BOSTON (CBS) -- If Robert Kraft's plan is to take down commissioner Roger Goodell, he's going to need the help of his fellow owners. We already knew that Cowboys owner Jerry Jones showed no intention of stepping into that ring, and we can now add Falcons owner Arthur Blank to the list.
You may remember Blank from such hits as Defending Michael Vick and Pumping In Fake Crowd Noise, so he's a man with some experience in dealing with NFL controversies.
And when it comes to "DeflateGate," he made it very clear in an Associated Press interview that he's siding with the commish over Kraft.
"That seems to be the general feeling, that some of the frustration whether on an individual basis or organizational basis, was the failure to acknowledge," Blank said of the Patriots, who were accused by Ted Wells' investigation team of failing to cooperate.
That's a point which the Patriots dispute with great vigor, but Blank finds himself accepting of the Wells report's conclusions. Despite the Patriots' protests (some more fair than others), Blank is saying quite clearly that the Patriots have failed to acknowledge events that most certainly occurred.
A three-month investigation that cost the NFL millions of dollars couldn't even conclude that to be true.
Blank admitted that he has no direct knowledge of the specifics of the case, but he seemingly does know that they're guilty of all charges and should have succumbed to every demand of the very questionable investigative team.
Blank also knows a bunch of buzzwords about how honorable the NFL continues to be, and he let them fly in an avalanche of righteousness. (The bolding in the following quote comes from me.)
"The league feels a tremendous sense of responsibility, as do all the owners, in reinforcing the culture of the NFL, the shield and make sure the game remains as balanced and as pure and as true to its integrity and its ethics as can be done," Blank said. "When they find any organization or any individual has gotten off those tracks, it's their job to remind them of that and bring them back on the tracks and do it in a way that really reinforces what the league is about. I think in the case of New England they have done that."
Blank feels uniquely qualified to share his thoughts on such matters, after his team was fined $350,000 and stripped of a fifth-round draft pick after being found guilty of pumping crowd noise into their stadium during games over the past two seasons in an effort to disrupt opponents' communications. (It hasn't helped; the Falcons went 6-10 at home over the past two seasons.) Team president Rich McKay also was issued a whopper of a punishment, as he was suspended for a minimum of ... three months from his role on the competition committee. And the Falcons also suspended the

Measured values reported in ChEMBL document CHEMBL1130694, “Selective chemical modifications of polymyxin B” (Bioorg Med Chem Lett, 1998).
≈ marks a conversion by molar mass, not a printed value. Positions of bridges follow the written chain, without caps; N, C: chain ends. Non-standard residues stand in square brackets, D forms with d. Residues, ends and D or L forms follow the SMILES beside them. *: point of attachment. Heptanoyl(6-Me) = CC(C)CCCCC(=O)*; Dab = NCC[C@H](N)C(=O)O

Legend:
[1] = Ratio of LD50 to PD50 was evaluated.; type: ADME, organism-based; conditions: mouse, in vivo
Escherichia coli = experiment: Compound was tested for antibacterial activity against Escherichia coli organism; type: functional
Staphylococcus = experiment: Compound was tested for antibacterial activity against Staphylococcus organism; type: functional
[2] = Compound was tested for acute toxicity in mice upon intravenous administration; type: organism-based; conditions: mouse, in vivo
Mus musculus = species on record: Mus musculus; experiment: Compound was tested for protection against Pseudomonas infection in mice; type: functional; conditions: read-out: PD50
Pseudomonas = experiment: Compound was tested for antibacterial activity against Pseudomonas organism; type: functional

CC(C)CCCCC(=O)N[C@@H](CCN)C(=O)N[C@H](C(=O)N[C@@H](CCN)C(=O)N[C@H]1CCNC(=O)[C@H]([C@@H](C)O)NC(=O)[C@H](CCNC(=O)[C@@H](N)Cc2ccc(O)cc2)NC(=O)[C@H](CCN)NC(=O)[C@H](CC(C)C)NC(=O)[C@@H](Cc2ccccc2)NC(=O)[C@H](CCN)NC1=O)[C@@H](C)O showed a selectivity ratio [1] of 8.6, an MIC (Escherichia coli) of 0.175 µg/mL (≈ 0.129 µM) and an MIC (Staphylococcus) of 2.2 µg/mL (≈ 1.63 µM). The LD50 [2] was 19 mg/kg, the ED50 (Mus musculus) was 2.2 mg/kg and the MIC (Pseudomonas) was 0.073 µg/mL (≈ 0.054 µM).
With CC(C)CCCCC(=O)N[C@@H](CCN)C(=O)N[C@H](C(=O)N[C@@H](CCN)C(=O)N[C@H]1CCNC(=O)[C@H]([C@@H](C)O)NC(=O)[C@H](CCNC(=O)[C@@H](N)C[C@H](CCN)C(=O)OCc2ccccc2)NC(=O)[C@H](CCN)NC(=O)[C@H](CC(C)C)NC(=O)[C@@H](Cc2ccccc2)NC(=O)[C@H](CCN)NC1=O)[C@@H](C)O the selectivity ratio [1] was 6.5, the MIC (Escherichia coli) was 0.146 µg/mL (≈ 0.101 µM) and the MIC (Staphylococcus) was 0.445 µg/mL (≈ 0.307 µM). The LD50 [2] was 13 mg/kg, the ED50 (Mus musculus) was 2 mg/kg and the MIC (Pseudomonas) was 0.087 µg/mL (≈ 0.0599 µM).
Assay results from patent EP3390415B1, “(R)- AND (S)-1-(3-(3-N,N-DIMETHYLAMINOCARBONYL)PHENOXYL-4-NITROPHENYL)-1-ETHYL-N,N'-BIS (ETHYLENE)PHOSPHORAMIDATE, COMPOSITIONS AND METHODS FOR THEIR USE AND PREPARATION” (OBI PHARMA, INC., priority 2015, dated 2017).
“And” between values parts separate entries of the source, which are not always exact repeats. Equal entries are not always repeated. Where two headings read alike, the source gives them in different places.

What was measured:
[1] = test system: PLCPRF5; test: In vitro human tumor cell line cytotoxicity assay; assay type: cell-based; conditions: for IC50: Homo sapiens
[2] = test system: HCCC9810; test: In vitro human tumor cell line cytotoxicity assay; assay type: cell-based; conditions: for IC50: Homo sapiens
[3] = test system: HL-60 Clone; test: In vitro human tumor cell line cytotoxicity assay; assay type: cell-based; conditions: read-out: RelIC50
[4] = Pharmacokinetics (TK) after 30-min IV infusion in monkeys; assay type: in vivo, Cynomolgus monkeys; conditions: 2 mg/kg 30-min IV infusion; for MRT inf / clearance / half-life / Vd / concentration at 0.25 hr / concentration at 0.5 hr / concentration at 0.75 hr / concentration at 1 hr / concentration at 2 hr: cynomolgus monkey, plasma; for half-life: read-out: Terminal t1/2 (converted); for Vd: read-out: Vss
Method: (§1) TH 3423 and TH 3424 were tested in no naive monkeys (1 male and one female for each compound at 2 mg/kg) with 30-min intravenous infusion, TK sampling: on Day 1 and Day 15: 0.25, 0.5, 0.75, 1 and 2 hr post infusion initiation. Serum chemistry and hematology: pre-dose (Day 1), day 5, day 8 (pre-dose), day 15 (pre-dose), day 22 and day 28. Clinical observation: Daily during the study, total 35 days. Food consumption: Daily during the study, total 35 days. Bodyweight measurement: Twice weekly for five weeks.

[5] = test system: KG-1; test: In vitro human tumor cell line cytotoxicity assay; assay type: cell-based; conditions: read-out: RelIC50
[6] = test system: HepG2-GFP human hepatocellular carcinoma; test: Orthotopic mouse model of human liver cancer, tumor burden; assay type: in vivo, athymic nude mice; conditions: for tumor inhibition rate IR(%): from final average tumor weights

scapegoat employee deemed to be responsible for the playing of the noise.
It's a punishment that pales in comparison to the four-game suspension of Tom Brady, the stripping of a first- and a fourth-round pick and the imposing of a $1 million fine on the Patriots.
Blank and his organization cooperated fully with that NFL investigation because they were, very clearly, caught red-handed. They had no other choice. If they had a way to get out of it, like every NFL team throughout history has ever done, they'd do their best to try to go that route.
But they didn't. They got caught, and they received a slap on the wrist. Now, Blank can paint a picture that makes it look like his team -- his team which was caught cheating, mind you -- took the moral high ground.
"It's obviously embarrassing but beyond embarrassing it doesn't represent our culture and what we're about,"Blank said at the time, despite it actually being what the Falcons' culture is about.
"Anything that affects the competitive balance and fairness on the field, we're opposed to, as a league, as a club and as an owner," he also said at the time, again despite the fact that as a club the Falcons were not actually opposed to this action.
Might Blank be on the commissioner's side in this building fight after Goodell let the Falcons off with the most gentle of disciplines for an instance of clear and obvious cheating?
Kraft is certainly going to remember. And if the Patriots owner is keeping track of owners who choose to stand in his corner, there's one spot on the list that will have to remain Blank.
for more features.